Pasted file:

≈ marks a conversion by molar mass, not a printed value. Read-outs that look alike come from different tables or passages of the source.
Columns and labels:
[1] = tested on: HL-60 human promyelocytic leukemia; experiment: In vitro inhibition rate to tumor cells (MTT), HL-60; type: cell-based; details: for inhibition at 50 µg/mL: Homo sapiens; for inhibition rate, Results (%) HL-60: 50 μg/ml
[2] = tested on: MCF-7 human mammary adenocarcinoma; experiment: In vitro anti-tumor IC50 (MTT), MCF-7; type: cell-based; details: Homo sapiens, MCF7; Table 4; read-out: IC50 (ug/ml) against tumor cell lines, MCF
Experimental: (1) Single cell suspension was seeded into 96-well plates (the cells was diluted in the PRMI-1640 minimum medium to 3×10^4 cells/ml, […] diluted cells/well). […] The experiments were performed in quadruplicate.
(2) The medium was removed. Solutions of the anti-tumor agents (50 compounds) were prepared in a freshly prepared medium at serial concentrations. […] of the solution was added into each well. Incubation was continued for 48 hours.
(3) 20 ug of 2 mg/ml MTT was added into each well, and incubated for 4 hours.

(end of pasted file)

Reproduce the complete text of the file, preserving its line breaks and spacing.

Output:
≈ marks a conversion by molar mass, not a printed value. Read-outs that look alike come from different tables or passages of the source.
Columns and labels:
[1] = tested on: HL-60 human promyelocytic leukemia; experiment: In vitro inhibition rate to tumor cells (MTT), HL-60; type: cell-based; details: for inhibition at 50 µg/mL: Homo sapiens; for inhibition rate, Results (%) HL-60: 50 μg/ml
[2] = tested on: MCF-7 human mammary adenocarcinoma; experiment: In vitro anti-tumor IC50 (MTT), MCF-7; type: cell-based; details: Homo sapiens, MCF7; Table 4; read-out: IC50 (ug/ml) against tumor cell lines, MCF
Experimental: (1) Single cell suspension was seeded into 96-well plates (the cells was diluted in the PRMI-1640 minimum medium to 3×10^4 cells/ml, […] diluted cells/well). […] The experiments were performed in quadruplicate.
(2) The medium was removed. Solutions of the anti-tumor agents (50 compounds) were prepared in a freshly prepared medium at serial concentrations. […] of the solution was added into each well. Incubation was continued for 48 hours.
(3) 20 ug of 2 mg/ml MTT was added into each well, and incubated for 4 hours.